Max Speed: 29.70 km/h (18.5 mi/h)
Min Elevation: 66 m (215 ft)
Max Elevation: 85 m (278 ft)
Elevation Gain: 134 m (439 ft)
Max Grade: 5 %
Min Grade: -4 %
Recorded: Tue Sep 08 18:30:36 GMT+01:00 2009

Twilight random cycle

This area is pretty good for cycling; it used to all be coal mines and industrial mess, then they flattened it all and made a crazy mix of nature reserve, waste land and landfill out of it. Through this are threaded many “nature walks” and paths for people to walk down, get mugged on and ride their illegal motorbikes across. There’s so many that all I have to do is pick a path, go down it, and then continue whatever way looks the most interesting. Someone’s even thought to put up information boards every so often to point out interesting things in an attempt at making the place look nice. This isn’t necessary because the simple fact I can go half a mile out of a city centre and be amongst fields and trees is nice enough.

Tonight I went out for a quick ride before it got dark and went the opposite way to the other day’s ride. Going South down the river is mostly flat concrete until the remains of the old coal mines begin, then it turns into an interesting thickly wooded area and gravel tracks. It was also at this point when I noticed the light had disappeared. Cycling in the dark down a six foot wide dirt track you’ve never been down before is great fun, and very surprising when you pop out in a tiny village full of posh cars and houses. Feeling a bit out of place and slightly concerned about the rapidly failing light I turned around and followed my track all the way back.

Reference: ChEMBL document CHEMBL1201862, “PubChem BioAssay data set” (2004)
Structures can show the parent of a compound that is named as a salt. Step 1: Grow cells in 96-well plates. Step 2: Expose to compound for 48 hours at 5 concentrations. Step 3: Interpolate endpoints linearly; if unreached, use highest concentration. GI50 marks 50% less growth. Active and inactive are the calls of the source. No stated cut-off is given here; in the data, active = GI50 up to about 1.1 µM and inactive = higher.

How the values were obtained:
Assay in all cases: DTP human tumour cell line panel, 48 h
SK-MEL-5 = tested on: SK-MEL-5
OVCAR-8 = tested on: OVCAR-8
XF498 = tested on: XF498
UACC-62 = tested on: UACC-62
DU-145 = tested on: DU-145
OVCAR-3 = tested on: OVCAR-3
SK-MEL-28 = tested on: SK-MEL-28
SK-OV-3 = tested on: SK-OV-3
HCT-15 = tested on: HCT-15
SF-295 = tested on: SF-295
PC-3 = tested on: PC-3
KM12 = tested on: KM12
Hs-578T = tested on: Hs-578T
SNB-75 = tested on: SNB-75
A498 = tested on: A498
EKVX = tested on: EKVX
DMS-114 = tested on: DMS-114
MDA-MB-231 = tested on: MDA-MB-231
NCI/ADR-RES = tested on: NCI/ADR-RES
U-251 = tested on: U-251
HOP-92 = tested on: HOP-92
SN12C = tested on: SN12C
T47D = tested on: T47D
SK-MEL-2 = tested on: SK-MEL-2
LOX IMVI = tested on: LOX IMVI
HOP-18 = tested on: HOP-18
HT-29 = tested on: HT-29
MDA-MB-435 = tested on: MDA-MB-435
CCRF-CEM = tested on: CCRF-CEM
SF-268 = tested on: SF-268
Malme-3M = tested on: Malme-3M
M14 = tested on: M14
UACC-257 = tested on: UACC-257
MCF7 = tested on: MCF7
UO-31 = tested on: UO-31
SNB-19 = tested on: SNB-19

After looking at the log on Google Earth, I think I’ve found a long circular route that goes around the rubbish dump (yep, some people have mountains to cycle around, others have beaches and nice wooded dales. Up here we have filled in coal mines and rubbish dumps) that I might try next time. Google Earth doesn’t say anything about the access rights to these paths, but I’m sure it’ll be OK. Last time I discovered a “private, keep out” sign I was approaching it from the wrong side anyway.

I do need a torch though.

Grab the KML file here – To Kirkthorpe

A short afternoon’s cycling

I bought a new bike at the weekend, and today was my first chance to ride it. It’s been a while since I last did any cycling I chose a fairly flat and easy route along the Aire & Calder Navigation up to Altofts Lock (click to download KML file). Tracking my route was done with my G1 phone and the excellent My Tracks app from Google. I did try to upload the KML file directly to Google Maps, but it failed so instead I imported it into Google Earth, made a few edits, added a photo and put that up instead.

The route took an hour and was mostly along pleasant river towpaths or tarmac meaning I could keep up a good speed, while having an interesting mix of farmland, overgrown “natural” areas and the remains of the heavy coal mining industry that used to be in this area.